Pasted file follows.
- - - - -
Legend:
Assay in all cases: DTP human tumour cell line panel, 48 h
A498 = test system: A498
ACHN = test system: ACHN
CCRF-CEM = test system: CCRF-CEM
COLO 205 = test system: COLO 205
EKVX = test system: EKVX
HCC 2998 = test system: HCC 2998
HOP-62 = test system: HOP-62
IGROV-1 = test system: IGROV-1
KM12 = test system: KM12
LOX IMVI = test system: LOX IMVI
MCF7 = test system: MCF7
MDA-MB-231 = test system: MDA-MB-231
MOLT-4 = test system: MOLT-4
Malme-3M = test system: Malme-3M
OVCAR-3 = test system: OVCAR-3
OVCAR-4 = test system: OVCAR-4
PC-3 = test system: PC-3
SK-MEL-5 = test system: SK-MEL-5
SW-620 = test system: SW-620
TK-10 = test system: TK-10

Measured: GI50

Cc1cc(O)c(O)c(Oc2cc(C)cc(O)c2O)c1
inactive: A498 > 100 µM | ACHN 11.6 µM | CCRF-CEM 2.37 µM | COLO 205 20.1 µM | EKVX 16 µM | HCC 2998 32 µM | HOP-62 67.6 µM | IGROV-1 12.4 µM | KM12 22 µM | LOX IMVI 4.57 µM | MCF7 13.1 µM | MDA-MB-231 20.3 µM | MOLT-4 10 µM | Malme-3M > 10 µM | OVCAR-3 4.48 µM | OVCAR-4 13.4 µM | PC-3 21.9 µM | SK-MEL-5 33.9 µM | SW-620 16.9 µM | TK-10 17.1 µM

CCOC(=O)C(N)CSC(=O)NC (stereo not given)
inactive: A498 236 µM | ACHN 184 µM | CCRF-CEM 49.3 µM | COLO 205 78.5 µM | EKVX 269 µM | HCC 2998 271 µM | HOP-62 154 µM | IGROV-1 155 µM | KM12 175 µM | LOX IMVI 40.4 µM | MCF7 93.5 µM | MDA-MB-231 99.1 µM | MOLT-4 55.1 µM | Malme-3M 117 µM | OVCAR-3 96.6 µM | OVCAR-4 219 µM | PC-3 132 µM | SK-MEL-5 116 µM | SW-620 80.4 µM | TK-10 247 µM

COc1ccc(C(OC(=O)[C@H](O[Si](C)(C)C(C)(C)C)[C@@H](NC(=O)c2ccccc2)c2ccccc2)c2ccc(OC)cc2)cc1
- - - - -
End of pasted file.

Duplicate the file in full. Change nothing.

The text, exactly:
Legend:
Assay in all cases: DTP human tumour cell line panel, 48 h
A498 = test system: A498
ACHN = test system: ACHN
CCRF-CEM = test system: CCRF-CEM
COLO 205 = test system: COLO 205
EKVX = test system: EKVX
HCC 2998 = test system: HCC 2998
HOP-62 = test system: HOP-62
IGROV-1 = test system: IGROV-1
KM12 = test system: KM12
LOX IMVI = test system: LOX IMVI
MCF7 = test system: MCF7
MDA-MB-231 = test system: MDA-MB-231
MOLT-4 = test system: MOLT-4
Malme-3M = test system: Malme-3M
OVCAR-3 = test system: OVCAR-3
OVCAR-4 = test system: OVCAR-4
PC-3 = test system: PC-3
SK-MEL-5 = test system: SK-MEL-5
SW-620 = test system: SW-620
TK-10 = test system: TK-10

Measured: GI50

Cc1cc(O)c(O)c(Oc2cc(C)cc(O)c2O)c1
inactive: A498 > 100 µM | ACHN 11.6 µM | CCRF-CEM 2.37 µM | COLO 205 20.1 µM | EKVX 16 µM | HCC 2998 32 µM | HOP-62 67.6 µM | IGROV-1 12.4 µM | KM12 22 µM | LOX IMVI 4.57 µM | MCF7 13.1 µM | MDA-MB-231 20.3 µM | MOLT-4 10 µM | Malme-3M > 10 µM | OVCAR-3 4.48 µM | OVCAR-4 13.4 µM | PC-3 21.9 µM | SK-MEL-5 33.9 µM | SW-620 16.9 µM | TK-10 17.1 µM

CCOC(=O)C(N)CSC(=O)NC (stereo not given)
inactive: A498 236 µM | ACHN 184 µM | CCRF-CEM 49.3 µM | COLO 205 78.5 µM | EKVX 269 µM | HCC 2998 271 µM | HOP-62 154 µM | IGROV-1 155 µM | KM12 175 µM | LOX IMVI 40.4 µM | MCF7 93.5 µM | MDA-MB-231 99.1 µM | MOLT-4 55.1 µM | Malme-3M 117 µM | OVCAR-3 96.6 µM | OVCAR-4 219 µM | PC-3 132 µM | SK-MEL-5 116 µM | SW-620 80.4 µM | TK-10 247 µM

COc1ccc(C(OC(=O)[C@H](O[Si](C)(C)C(C)(C)C)[C@@H](NC(=O)c2ccccc2)c2ccccc2)c2ccc(OC)cc2)cc1